The moon was in a nice location for some of these pictures:
Some of the kites perch on the tallest trees before flying down to the roost site. This kite sat on top of very tall redwood tree, perhaps 70 feet high?
This individual seemed a little protective of its perch. It would watch other approaching kites very closely, sometimes posturing towards them. The next photo show the kite turning to face the incoming individual and opening its bill (I'm not sure if it made a sound; I didn't hear anything.)
When another kite approached, the perched kite would often start flicking its tail dramatically. Is tail-flicking a signal to stay away? [ADDENDUM: I just read about this. According to the Birds of North America, "tail bobs" are apparently threats to intrusions by other raptors.]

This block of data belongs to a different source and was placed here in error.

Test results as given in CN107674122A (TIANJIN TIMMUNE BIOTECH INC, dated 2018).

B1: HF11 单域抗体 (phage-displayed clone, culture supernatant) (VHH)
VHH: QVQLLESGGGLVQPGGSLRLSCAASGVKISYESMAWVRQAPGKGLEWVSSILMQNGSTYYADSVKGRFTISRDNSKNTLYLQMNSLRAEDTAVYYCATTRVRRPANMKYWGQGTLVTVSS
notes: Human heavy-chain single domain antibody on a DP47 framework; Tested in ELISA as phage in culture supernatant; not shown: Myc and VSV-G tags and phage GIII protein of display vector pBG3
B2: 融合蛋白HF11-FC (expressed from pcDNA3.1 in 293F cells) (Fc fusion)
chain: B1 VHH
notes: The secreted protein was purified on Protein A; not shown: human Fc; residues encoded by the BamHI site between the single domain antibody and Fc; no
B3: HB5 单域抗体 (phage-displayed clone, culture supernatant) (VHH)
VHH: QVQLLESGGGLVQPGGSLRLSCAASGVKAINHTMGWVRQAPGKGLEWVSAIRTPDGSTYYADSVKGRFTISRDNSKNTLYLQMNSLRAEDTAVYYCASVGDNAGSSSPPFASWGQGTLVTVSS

Several times the kite had other avian visitors. Can you make out the identity of the other bird in the photo below?
Did you guess hummingbird? It is probably an Anna's Hummingbird. I don't know if the hummingbird was curious about the kite, or if it was interested in trying to make the kite move on.
As in 2015, sometimes crows swing by to chase the kites:
Two more photos to wrap-up — these kites were directly overhead as they flew west towards their roost site:
Quite a night!